Applying Floor And Ceiling Functions: Practical Examples And Solutions

The absolute value depicts a number's distance from zero, essential in complex numbers and error analysis. Ceiling functions round up to the nearest integer, while floor functions round down, crucial in algorithms and discrete mathematics. Together, they streamline numerical methods and optimize computer algorithms.

Applying Floor And Ceiling Functions: Practical Examples And Solutions

Absolute value function:

\( “|…|” \) is the symbol of “absolute value” in mathematics. This function returns the absolute value of a number, meaning if it is positive, the function returns the number unchanged, and if it’s negative, the function multiplies the number in \( -1 \).

For example:

\( |-3|=3 \) , \( |-e|=e \)

So in general form, \( |x|=x \) for \(x≥0 \) and \( |x|=-x  for x<0\). The graph of absolute value function, looks like the letter “V”:

Floor function:

Brackets, or brackets without the bent tops \( “⌊…⌋” \) are the mathematical symbol for floor function. This function rounds the number inside it down to the nearest integer. Meaning if you have a positive number with decimals, it omits the decimal and returns the integer that remains. And if the number is negative, it omits the decimal and also subtracts the result by \( 1\), thus rounding it down, since more negative means a smaller number.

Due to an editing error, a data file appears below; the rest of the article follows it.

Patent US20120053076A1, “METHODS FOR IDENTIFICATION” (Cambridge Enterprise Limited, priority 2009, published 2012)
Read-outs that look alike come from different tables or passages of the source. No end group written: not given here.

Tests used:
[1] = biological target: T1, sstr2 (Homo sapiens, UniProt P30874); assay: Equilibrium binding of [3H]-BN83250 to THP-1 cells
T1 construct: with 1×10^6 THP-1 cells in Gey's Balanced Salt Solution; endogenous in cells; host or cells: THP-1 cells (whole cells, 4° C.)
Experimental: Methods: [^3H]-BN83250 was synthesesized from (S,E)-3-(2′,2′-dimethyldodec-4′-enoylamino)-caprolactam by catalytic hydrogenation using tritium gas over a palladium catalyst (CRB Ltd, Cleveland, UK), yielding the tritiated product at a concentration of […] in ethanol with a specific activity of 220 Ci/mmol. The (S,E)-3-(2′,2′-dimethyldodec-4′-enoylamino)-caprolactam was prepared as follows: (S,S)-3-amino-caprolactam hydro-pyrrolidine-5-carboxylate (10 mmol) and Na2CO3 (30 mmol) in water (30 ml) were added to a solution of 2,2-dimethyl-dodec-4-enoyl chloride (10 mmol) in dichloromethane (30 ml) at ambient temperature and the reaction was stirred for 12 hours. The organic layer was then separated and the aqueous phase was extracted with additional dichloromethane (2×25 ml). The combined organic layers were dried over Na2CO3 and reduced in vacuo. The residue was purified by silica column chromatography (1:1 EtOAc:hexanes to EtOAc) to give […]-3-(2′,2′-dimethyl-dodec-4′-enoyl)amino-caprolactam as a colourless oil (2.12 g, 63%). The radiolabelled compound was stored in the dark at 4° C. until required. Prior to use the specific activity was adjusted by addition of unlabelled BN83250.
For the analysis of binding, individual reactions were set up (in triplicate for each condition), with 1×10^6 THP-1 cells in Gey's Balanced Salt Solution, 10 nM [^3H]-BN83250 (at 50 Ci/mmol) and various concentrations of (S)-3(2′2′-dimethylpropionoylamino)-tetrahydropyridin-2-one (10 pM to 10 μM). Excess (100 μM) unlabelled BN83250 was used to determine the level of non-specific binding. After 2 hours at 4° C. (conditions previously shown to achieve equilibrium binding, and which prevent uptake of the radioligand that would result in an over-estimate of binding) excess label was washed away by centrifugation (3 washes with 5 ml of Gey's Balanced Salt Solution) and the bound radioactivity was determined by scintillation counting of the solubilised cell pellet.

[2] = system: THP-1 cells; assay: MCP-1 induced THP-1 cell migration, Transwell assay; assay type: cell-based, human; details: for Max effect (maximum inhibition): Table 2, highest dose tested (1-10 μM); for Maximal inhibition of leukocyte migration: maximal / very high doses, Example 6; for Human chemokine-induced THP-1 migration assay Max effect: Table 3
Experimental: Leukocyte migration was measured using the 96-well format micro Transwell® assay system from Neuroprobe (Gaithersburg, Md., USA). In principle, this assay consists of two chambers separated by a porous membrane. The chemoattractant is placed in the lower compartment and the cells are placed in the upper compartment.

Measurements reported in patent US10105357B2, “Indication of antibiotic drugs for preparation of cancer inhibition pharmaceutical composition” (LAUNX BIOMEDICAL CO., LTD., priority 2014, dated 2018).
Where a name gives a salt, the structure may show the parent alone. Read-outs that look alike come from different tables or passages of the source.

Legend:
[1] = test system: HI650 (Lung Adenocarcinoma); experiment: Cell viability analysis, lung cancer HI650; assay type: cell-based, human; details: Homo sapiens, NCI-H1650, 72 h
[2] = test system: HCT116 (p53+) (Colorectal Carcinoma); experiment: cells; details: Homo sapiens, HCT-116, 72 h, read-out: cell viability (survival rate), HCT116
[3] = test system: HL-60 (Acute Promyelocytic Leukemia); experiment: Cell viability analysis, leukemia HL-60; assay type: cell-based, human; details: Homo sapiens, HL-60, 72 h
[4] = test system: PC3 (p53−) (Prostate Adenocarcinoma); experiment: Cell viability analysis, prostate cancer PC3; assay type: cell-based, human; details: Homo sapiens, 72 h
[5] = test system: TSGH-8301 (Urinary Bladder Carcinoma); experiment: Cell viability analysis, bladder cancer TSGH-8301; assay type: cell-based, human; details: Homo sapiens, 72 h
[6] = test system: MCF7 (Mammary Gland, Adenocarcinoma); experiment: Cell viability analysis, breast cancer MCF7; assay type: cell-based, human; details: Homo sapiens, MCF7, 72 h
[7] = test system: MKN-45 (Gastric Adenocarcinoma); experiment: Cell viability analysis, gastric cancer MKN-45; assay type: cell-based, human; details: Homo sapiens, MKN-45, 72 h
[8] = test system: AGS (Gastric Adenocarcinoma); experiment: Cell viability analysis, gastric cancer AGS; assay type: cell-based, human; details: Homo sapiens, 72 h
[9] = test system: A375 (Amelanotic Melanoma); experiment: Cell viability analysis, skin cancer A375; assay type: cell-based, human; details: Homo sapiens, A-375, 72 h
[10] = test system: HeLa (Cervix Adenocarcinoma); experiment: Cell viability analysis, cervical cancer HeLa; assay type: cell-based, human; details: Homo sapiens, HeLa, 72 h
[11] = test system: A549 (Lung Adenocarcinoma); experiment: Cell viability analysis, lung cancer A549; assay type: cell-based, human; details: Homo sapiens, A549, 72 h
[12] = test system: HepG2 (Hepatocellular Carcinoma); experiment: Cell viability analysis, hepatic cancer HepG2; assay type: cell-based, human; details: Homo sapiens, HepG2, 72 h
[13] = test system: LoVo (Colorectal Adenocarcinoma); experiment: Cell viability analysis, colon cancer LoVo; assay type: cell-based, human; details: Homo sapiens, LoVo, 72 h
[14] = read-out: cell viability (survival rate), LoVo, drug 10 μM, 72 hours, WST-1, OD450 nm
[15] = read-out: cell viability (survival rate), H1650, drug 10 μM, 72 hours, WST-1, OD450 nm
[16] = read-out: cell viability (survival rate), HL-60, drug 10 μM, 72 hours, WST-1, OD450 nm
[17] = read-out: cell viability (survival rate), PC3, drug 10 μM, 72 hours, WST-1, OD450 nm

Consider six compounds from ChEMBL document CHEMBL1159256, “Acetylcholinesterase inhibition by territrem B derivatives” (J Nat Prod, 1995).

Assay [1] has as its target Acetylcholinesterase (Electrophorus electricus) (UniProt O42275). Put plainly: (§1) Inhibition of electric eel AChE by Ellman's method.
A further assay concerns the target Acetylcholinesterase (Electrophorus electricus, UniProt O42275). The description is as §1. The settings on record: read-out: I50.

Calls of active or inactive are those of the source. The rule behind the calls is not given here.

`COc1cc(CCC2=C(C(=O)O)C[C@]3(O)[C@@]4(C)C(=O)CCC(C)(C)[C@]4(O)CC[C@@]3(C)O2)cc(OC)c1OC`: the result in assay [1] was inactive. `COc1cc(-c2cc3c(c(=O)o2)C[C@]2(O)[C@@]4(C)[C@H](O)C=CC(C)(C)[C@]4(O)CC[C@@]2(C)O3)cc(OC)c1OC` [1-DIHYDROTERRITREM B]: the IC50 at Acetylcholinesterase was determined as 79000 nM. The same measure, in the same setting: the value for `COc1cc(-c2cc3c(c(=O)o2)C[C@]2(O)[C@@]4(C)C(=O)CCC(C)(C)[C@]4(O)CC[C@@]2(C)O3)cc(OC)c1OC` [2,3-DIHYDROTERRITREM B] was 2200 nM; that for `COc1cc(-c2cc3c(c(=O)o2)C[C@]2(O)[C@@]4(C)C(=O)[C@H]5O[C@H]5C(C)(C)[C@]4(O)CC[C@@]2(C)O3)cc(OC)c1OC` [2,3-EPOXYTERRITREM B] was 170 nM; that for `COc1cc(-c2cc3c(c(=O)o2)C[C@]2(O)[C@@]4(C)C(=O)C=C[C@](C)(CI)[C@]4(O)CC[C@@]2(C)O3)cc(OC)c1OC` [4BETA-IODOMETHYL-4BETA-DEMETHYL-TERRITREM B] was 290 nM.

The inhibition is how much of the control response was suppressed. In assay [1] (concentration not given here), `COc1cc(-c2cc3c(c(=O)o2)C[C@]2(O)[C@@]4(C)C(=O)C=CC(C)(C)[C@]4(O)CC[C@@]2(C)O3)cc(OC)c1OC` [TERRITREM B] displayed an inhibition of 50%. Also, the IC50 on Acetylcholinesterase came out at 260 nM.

For example:

\( ⌊3.3⌋=3, ⌊ 6.01⌋=6, ⌊ -2.1⌋=-3, ⌊ e⌋=2 , ⌊ -e⌋=-3 , ⌊-π⌋=-4 \)

The graph of floor function looks like steps. This is because for all values between two integers, the functions result would be one of those integers.

The empty circles indicate that the functions result, is not the same as where the empty circles are. For example, at \(1\) itself, the answer is no longer zero and is \( 1\) instead. This wasn’t the case at,

For example:

\( 0.999999 \)

Ceiling function:

This function is denoted using \( “⌈…⌉” \) symbol, or brackets without the bent bottoms. It is the opposite of floor function, and rounds numbers up to their next integer. So if you have a positive number, the ceiling function returns its next integer. And if you have a negative number, the function removes the decimal and returns what’s left (basically next integer, meaning the bigger number. This can be a bit confusing in negative numbers).

For example:

\(⌈2.1⌉=3 , ⌈5.02⌉=6 , ⌈-5.02⌉=-5, ⌈e⌉=3 , ⌈-e⌉=-2 , ⌈π⌉=4 \)

The graph of ceiling function, also looks like steps. Compared to floor function, it is shifted to left by 1 unit, and switched the placement of filled and empty circles.

Related to This Article

What people say about "Applying Floor And Ceiling Functions: Practical Examples And Solutions - Effortless Math: We Help Students Learn to LOVE Mathematics"?

No one replied yet.

Leave a Reply

45% OFF

Limited time only!

Save Over 45%

Take It Now!

SAVE $40

It was $89.99 now it is $49.99

The Ultimate Algebra Bundle: From Pre-Algebra to Algebra II